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The artist who created the White House Christmas card

Landscape painter Tim Lawson re-created the view from the Truman balcony for a holiday card that the Bushes sent to friends and dignitaries around the world.

By Todd WilkinsonCorrespondent / December 24, 2008

Brush with history: Tim Lawson, a landscape artist, contemplates a painting in his studio in Maine, where he worked on what he has called the 'biggest assignment' of my life.

Courtesy of Dorie Lawson/Soldier Creek Associates


Rockport, Maine; and Bozeman, Mont.

Tim Allen Lawson stood alone on the second-floor terrace, waiting for dusk to bathe the nation’s capital city in soft light. Down from Maine for the day, he hurriedly sketched the landscape before him with a 3B graphite pencil, distilling its essence so he could use it as research for an oil painting he would do later in his studio.

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Knowing his opportunity was fleeting, he immersed himself in the scene, avoided distraction, and didn’t hear the man enter the room behind him. “Who the heck is on my balcony?” a voice bellowed.

Panicked, Lawson turned. When he realized who was admonishing him, he began to stutter: “My name is Tim Lawson, Mr. President. I met with your wife earlier today, and she told me I could be up here. I’m sorry if I’m disturbing you.”

President Bush was, in fact, just being mischievous, feigning alarm over an intruder in his private quarters. He knew full well the landscape painter had been commissioned by the first lady to create an image for the 2008 White House Christmas card.

Putting Lawson at ease, Mr. Bush expressed his pleasure that the artist was portraying a view that he counts among his favorites over the past eight years. Lawson’s painting, “Evening View From the Truman Balcony,” appears on more than two million holiday cards now reaching dignitaries, friends of the Bushes, and citizens around the world.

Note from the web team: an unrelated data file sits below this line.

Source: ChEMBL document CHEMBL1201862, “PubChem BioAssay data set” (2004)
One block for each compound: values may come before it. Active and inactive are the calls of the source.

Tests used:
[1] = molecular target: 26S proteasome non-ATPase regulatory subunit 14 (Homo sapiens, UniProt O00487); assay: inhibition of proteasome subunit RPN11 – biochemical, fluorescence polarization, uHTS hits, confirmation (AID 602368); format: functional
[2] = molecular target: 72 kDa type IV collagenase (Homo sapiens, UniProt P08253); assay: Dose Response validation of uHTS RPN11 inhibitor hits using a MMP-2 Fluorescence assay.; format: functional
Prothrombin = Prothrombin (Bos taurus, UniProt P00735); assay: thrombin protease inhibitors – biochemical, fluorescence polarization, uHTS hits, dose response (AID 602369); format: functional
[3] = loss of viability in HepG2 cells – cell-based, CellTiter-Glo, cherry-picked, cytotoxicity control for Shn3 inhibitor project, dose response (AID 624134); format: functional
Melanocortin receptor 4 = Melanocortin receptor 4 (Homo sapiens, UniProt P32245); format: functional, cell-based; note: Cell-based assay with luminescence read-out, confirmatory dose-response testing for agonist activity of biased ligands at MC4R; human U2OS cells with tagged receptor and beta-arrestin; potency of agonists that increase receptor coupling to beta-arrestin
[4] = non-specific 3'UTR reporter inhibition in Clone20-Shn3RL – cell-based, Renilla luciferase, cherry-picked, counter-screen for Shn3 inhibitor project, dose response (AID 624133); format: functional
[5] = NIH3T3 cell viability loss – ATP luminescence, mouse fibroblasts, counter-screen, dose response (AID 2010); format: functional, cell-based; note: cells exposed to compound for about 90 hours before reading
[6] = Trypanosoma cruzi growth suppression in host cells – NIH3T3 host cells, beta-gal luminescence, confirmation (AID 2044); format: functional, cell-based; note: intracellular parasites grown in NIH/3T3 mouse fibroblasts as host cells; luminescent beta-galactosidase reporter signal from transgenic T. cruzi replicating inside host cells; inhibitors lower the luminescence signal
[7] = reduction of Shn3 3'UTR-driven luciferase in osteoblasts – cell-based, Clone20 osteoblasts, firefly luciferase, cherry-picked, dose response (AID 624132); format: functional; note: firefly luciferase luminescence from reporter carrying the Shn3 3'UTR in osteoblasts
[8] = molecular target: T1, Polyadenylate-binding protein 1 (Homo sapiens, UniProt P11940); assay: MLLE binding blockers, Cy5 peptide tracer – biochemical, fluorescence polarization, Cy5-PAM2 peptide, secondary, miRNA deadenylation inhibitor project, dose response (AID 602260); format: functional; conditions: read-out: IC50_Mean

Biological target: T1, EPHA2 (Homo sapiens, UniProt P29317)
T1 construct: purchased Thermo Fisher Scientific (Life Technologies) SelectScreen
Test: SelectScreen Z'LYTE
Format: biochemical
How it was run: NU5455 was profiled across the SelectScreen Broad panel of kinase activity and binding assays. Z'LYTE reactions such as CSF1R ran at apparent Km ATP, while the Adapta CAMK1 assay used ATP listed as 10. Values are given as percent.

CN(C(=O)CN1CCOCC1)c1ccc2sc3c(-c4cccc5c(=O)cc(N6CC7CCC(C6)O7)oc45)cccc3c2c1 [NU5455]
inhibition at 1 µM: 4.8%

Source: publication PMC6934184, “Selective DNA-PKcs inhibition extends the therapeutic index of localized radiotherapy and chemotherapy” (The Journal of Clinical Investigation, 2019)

The painting has added to the visibility of a rising young landscape artist who grew up in a small town in Wyoming and who, to this day, likes to stand out in rainstorms to glean a truer sense of the movement of clouds. Bespectacled and soft-spoken, Lawson spends much of his time now at his home in Maine, but he still exudes a sense of Western unpretentiousness. He was awed by his recent assignment.

“The opportunity to paint this card has been a surreal experience,” he says. “Part of me still doesn’t believe it happened. It’s sort of like a dream.”


Historians say Calvin Coolidge was the first occupant of the Oval Office to send out official White House Christmas cards. Coolidge didn’t have much of a card list at the time.
But the practice broadened dramatically in 1953 when President Dwight Eisenhower and first lady Mamie enlisted the Hallmark Company to make the custom official. Since then, many of the cards have featured classic American paintings and works by prominent living artists.

“People are always thrilled whenever they receive a card from the White House,” says Ann Simpson, the wife of former US Sen. Alan Simpson (R) of Wyoming. “To have your painting selected for this card at the request of the first lady is a great honor.”

Holiday cards (because of political correctness they are no longer called “Christmas” cards) dispatched from the first family have become collector’s items, and while the intention always is to strike a cheerful mood, some have evoked somber moments. In November 1963, historians say, John and Jacqueline Kennedy had hand-signed three dozen of their Christmas cards and intended to finish the rest after they returned from a little side trip to Dallas.

The significance of this season, given the challenges in the world, is not lost on Lawson, who harbors a keen sense of history himself. He grew up in small Sheridan, Wyo., located along the wagon-rutted routes of the Western frontier. The Bozeman Trail, which provided 19th-century settlers with an illegal shortcut across native American lands, can still be seen outside town. Just to the north is Little Bighorn, and beyond that the wilderness playground of Lewis & Clark.